The pattern of happiness goes something like this:

“Mo-om! No one is coming to our lemonade stand!”

“I bet they will soon. It’s getting later in the afternoon. Why don’t you have a cookie?”

Silence. Chewing.

“Come on, everyone! Let’s go advertise for our stand! We’ve got lemonade to sell, people!”

Sugar low. Sugar high. Crash. Repeat. Pack up for dinner. My work here is done.

3. Hostage crisis. This is not in any way similar to Jimmy Carter’s hostage crisis. I don’t know exactly what goes on in this one, but it requires lots of yelling, rolling around on the grass and taking people to jail, which is interestingly in the same locale as the grass-rolling-around place. Poison has been mentioned. As I said earlier: therapy may be in our little darlings’ futures.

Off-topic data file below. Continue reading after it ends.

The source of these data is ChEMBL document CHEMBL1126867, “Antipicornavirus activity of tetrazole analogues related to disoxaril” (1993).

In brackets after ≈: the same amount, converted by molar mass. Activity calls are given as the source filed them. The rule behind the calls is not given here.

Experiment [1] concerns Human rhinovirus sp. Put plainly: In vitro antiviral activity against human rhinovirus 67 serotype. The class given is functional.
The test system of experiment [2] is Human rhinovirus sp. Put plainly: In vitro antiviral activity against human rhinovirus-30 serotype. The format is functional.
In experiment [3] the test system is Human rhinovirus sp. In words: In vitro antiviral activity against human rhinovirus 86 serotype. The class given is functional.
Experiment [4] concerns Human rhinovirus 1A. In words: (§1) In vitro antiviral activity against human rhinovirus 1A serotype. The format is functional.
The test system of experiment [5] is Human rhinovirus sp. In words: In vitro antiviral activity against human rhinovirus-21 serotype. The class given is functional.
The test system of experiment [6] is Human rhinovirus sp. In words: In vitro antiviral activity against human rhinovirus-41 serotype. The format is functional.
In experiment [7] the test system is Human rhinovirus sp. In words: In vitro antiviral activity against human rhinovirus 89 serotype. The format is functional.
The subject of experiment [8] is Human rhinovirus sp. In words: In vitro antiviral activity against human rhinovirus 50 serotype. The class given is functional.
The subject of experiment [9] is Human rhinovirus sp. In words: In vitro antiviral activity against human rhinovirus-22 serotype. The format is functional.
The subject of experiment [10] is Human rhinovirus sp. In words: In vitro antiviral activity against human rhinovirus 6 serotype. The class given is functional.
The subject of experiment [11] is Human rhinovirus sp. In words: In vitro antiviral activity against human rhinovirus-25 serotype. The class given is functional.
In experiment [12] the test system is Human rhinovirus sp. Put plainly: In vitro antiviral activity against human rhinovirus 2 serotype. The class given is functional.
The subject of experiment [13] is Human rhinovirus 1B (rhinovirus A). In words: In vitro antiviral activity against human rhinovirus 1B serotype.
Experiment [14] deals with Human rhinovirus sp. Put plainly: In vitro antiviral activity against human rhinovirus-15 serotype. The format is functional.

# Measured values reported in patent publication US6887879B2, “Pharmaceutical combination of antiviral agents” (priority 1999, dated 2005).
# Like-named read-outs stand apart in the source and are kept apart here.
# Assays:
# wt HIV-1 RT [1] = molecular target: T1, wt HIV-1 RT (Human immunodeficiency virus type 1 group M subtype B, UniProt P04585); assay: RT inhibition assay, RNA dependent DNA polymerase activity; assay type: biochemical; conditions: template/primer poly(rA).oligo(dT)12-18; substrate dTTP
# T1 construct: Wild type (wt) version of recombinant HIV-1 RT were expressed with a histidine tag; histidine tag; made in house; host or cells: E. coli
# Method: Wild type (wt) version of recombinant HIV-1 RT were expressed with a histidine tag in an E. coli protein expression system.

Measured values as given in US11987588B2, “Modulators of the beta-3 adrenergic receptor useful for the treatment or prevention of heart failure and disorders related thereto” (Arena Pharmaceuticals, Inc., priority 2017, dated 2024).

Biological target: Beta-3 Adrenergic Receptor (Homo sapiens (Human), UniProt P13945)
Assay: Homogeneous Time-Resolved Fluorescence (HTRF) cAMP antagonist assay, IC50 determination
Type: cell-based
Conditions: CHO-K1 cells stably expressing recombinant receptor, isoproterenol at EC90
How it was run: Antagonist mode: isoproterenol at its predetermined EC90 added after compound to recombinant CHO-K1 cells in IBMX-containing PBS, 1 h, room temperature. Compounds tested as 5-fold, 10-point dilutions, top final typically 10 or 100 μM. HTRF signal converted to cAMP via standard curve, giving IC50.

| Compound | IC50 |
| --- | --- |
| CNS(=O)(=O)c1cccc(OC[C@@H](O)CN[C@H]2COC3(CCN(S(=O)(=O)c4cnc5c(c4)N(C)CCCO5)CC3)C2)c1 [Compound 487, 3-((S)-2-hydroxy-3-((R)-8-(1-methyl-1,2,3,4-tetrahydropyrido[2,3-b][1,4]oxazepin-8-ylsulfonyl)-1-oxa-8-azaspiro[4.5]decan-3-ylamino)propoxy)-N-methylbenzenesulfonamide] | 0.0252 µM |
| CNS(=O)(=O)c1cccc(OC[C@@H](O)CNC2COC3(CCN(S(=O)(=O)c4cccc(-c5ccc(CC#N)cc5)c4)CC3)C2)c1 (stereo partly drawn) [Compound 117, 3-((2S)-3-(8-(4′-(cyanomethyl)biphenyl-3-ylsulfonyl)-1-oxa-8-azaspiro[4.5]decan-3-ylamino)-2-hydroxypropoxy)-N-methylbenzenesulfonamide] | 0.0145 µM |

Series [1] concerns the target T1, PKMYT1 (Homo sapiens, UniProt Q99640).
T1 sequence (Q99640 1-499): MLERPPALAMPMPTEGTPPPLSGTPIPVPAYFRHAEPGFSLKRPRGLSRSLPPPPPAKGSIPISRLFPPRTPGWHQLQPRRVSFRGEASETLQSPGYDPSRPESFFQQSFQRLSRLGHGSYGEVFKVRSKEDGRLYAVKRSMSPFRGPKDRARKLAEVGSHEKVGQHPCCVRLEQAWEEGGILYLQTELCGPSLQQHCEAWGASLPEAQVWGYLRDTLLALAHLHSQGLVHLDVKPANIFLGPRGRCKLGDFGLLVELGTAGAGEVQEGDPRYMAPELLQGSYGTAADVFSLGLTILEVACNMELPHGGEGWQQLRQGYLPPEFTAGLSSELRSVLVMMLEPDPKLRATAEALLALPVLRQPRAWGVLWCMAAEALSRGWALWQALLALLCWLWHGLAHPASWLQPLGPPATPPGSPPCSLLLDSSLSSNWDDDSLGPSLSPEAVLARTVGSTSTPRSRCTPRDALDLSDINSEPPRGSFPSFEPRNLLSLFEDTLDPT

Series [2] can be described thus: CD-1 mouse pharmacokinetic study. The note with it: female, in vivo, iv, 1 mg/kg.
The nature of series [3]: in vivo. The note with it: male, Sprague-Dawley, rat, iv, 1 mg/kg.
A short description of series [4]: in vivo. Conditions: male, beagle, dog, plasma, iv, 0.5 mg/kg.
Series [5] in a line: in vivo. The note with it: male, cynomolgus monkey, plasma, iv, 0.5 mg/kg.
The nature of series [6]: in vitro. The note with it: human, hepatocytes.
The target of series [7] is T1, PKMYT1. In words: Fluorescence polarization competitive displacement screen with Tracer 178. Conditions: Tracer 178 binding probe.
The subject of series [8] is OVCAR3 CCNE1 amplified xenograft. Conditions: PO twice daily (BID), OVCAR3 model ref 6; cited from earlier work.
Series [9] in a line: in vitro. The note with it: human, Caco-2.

4. Police. All children ride bikes up and down the street, with utter disregard for one another’s limbs. Chasing after another kid on a bike making siren noises is what is known as “Police.” I think of it as “Potential Death Game.”

The ways this is wrong and scary: riding forwards but looking backwards, shrieking and hurtling towards stationary objects like mailboxes, veering sharply left or right when your pursuer is not skilled in defensive driving techniques.

When the Police game begins, I yell, “OK! Time to go inside and be bored for a while!”

At least with boredom, you get to keep all of your limbs. Just so you can loll about on them for another day.